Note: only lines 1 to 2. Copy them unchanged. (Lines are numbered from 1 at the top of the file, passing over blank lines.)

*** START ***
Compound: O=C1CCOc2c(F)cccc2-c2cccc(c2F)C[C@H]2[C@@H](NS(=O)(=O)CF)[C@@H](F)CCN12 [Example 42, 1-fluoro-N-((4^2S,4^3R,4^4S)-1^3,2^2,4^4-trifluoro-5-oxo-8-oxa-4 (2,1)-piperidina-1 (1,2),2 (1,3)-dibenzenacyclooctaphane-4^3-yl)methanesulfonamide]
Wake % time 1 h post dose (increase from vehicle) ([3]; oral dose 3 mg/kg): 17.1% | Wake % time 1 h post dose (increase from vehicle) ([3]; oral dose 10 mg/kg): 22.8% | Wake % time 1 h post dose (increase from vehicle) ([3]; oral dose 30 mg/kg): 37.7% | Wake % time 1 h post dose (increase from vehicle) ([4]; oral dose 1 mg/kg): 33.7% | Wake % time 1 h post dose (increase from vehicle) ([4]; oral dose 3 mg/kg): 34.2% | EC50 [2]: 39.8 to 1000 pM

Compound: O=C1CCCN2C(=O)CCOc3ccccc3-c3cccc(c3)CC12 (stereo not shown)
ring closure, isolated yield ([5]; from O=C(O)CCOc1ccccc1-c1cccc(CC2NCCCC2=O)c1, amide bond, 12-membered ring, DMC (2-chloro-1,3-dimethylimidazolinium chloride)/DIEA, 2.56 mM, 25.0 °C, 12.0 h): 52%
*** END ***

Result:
Compound: O=C1CCOc2c(F)cccc2-c2cccc(c2F)C[C@H]2[C@@H](NS(=O)(=O)CF)[C@@H](F)CCN12 [Example 42, 1-fluoro-N-((4^2S,4^3R,4^4S)-1^3,2^2,4^4-trifluoro-5-oxo-8-oxa-4 (2,1)-piperidina-1 (1,2),2 (1,3)-dibenzenacyclooctaphane-4^3-yl)methanesulfonamide]
Wake % time 1 h post dose (increase from vehicle) ([3]; oral dose 3 mg/kg): 17.1% | Wake % time 1 h post dose (increase from vehicle) ([3]; oral dose 10 mg/kg): 22.8% | Wake % time 1 h post dose (increase from vehicle) ([3]; oral dose 30 mg/kg): 37.7% | Wake % time 1 h post dose (increase from vehicle) ([4]; oral dose 1 mg/kg): 33.7% | Wake % time 1 h post dose (increase from vehicle) ([4]; oral dose 3 mg/kg): 34.2% | EC50 [2]: 39.8 to 1000 pM